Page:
Saturday, August 14, 2004
Phelps' golden quest receives a big boost
Coach adds star to 400 relay final
The Associated Press
ATHENS, Greece - Michael Phelps got his first Olympic win - before the Athens Games even began.
In a move that ticked off sprint star Gary Hall Jr. but should give Phelps his best chance to break Mark Spitz's record, the U.S. coaching staff tentatively reserved a spot for their most touted swimmer in the final of the 400-meter freestyle relay.
Swimming is perhaps the most highly anticipated sport at the Athens Games, beginning today with Phelps as an overwhelming favorite to win his first gold medal in the 400 individual medley.
"Obviously, he's going to win multiple gold medals," American backstroker Lenny Krayzelburg said. "There's no question about that. It's just a matter of how many."
Phelps has his sights on Spitz's record of seven gold medals in one Games, set in 1972 at Munich.
Phelps qualified in a record six individual events at the Olympic Trials last month (he dropped one for competitive reasons).
Phelps also made it clear he wanted to swim all three relays at Athens, but he skipped the 100 free that is normally used to determine the pool of swimmers for the 400 relay.
Not to worry. The American coaches were suitably impressed by Phelps' time at a February meet, which would have been good enough for second at the trials.
After a workout Friday, Hall revealed that the coveted spots in the evening final would go to Jason Lezak, Ian Crocker and Phelps - plus a slot to be determined early today.
"There were no exceptions for anyone else," Hall said. "No one qualified for the Olympic team in February except Michael Phelps."
There is one scenario that could knock Phelps out of the relay final. The coaches told Hall and the other preliminary swimmers - Covington Catholic High graduate Nate Dusing, Neil Walker and Gabe Woodward - that if two of them swam faster than 48.4 seconds in the morning heat, both would get spots in the final at the expense of Phelps.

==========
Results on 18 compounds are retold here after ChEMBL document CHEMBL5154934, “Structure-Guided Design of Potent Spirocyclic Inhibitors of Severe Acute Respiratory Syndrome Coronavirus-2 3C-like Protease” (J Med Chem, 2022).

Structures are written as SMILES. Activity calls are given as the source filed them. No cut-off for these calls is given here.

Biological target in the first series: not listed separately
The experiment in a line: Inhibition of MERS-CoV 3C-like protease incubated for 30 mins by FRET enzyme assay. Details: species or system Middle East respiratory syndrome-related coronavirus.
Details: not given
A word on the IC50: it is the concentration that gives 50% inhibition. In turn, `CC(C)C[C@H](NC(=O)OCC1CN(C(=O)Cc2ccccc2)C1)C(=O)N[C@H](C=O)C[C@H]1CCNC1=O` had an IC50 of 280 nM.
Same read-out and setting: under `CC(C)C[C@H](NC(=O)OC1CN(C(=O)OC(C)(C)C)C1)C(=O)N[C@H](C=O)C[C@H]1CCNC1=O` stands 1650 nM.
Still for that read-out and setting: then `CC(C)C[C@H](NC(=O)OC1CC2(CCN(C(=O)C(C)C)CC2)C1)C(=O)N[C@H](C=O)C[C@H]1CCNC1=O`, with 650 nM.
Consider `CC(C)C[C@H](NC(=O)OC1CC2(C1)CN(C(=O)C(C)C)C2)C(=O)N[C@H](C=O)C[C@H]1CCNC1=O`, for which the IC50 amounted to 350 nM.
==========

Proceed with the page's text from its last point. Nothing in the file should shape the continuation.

That seems unlikely. Hall has a personal best of 48.81. Walker's top time is 48.55. Neither Woodward nor Dusing has broken 49 seconds.
If form holds, only the top swimmer in the morning is likely to join the evening triumvirate. That would leave Phelps with eight chances to beat Spitz's record.
TRACK AND FIELD: Greece's biggest star might drop out of the Athens Games after missing a drug test.
Greece's Olympic Committee will meet today to discuss the case of sprinter Kostas Kenteris, the 200-meter Olympic champion who is accused of dodging a drug test and later was hospitalized after a motorcycle crash.
Kenteris and fellow Greek sprinter Katerina Thanou were in a motorcycle wreck Thursday night just hours after drug testers failed to find them in the Olympic village.
Kenteris and Thanou, the 100-meter silver medalist in Sydney, are due to remain in KAT hospital over the weekend, so the IOC delayed a Friday hearing in their case. They were in stable condition with cuts and bruises.
GYMNASTICS: Blaine Wilson will compete in all six events and anchor the American team on still rings in today's Olympic team qualifications. Reigning world champion Paul Hamm and Brett McClure, who was second at the national championships and Olympic Trials, also will do all six events. The top 24 gymnasts today advance to the all-around, with each country limited to two qualifiers.